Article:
Press association joins crypto users to kick against Assange’s prosecution


A coalition of 24 groups, including Amnesty International and the American Civil Liberties Union, has asked the new head of the Justice Department to reconsider the case against Wikileak’s publisher Julian Assange.

The group showed concern about the present extradition proceeding against Assange and wants the judges to drop the case against him.

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In a letter to acting Attorney General Monty Wilkinson, the groups expressed their “profound concern” about the ongoing criminal and extradition proceedings and their consequences on press freedom.

The advocacy group also stated that the rights and privileges of the press are at stake, following the trial of Weakilink’s founder.

The letter was jointly signed by the coalition, which includes Freedom of Press Foundation, Electronic Frontier Foundation, ad ACLU, asking the present Biden administration to stop pursuing extradition proceedings laid out by his predecessor Donald Trump.

The group further stated that the Trump administration acted severally against the freedom of the press, and Biden’s administration shouldn’t take the same steps.

The journalistic community in solidarity with Assange

Assange’s Wikileaks has been responsible for the exposure of thousands of private documents, including government files. As a result, several payment platforms stopped offering payment services to the website. The site onboarded Bitcoin in 2011, making it one of the earlier sites that onboarded the cryptocurrency. That’s why some Bitcoin (BTC) brokers and others that invest in cryptocurrency are against his prosecution.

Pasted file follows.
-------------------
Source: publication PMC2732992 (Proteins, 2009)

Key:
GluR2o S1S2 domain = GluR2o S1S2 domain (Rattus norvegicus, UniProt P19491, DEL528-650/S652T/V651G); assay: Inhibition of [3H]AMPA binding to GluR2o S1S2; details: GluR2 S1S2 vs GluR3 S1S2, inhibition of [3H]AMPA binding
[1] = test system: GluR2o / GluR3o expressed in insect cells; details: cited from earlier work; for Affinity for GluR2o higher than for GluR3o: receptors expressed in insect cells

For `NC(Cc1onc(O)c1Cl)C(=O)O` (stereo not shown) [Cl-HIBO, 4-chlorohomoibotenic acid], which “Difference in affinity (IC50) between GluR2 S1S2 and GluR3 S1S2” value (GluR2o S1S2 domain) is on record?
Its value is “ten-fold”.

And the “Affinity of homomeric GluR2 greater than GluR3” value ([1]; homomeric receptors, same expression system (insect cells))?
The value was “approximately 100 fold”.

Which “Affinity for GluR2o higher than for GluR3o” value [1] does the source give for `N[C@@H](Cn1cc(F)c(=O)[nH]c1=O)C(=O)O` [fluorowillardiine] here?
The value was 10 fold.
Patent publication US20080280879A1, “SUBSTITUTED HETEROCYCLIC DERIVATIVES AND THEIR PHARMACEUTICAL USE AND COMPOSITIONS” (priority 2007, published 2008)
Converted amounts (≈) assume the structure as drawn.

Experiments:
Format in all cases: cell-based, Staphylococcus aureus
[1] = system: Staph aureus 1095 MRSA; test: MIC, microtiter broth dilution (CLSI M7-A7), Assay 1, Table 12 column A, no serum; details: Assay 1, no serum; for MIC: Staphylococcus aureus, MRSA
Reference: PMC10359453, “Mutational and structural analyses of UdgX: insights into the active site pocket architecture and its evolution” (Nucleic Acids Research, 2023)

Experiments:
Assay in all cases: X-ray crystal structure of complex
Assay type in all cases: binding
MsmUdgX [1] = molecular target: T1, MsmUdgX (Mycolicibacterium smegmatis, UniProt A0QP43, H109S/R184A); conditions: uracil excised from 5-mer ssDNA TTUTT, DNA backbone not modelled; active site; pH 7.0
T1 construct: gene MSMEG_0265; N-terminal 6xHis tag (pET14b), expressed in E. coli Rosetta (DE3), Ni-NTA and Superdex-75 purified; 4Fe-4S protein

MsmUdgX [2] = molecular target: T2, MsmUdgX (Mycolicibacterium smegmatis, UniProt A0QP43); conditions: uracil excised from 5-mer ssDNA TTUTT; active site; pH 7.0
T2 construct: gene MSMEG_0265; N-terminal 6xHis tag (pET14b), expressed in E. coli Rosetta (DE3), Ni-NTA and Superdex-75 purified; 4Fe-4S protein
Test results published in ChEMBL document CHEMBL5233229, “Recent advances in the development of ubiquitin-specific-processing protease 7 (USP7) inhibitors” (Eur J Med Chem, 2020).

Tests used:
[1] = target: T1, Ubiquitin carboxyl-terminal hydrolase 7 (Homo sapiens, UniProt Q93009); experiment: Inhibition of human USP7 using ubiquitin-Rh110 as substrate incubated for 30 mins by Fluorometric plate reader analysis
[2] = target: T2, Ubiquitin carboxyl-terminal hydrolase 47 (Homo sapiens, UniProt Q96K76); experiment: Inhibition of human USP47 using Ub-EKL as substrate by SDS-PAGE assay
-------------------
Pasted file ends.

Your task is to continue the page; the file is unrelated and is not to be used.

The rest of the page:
As of press time, the White House has not responded to the appeal. However, a spokesperson for the U.S. Department of Justice released a short statement concerning the issue.

“We are continuing our efforts to seek the extradition of Julian Assange,” the spokesperson stated.

Assange has been accused by the U.S. government of breaking into a Pentagon computer and breaching the Espionage Act.

Earlier in January, a London court denied an extradition request from the U.S. to bring Assange to the U.S. to face a total of 18 charges.

The journalistic community has been defending the actions of Wikileaks, pointing out that the exposure of the government documents has benefited the public rather than harm them.

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